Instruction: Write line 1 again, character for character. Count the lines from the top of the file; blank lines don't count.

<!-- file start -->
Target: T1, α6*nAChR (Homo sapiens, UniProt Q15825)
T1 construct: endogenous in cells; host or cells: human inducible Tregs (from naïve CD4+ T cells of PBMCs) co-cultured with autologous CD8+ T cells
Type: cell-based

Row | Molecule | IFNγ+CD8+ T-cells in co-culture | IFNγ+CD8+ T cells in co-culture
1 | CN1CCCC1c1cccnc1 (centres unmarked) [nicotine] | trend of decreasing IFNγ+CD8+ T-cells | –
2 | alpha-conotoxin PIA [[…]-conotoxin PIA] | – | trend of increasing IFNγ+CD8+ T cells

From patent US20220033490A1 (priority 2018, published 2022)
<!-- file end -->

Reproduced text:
Target: T1, α6*nAChR (Homo sapiens, UniProt Q15825)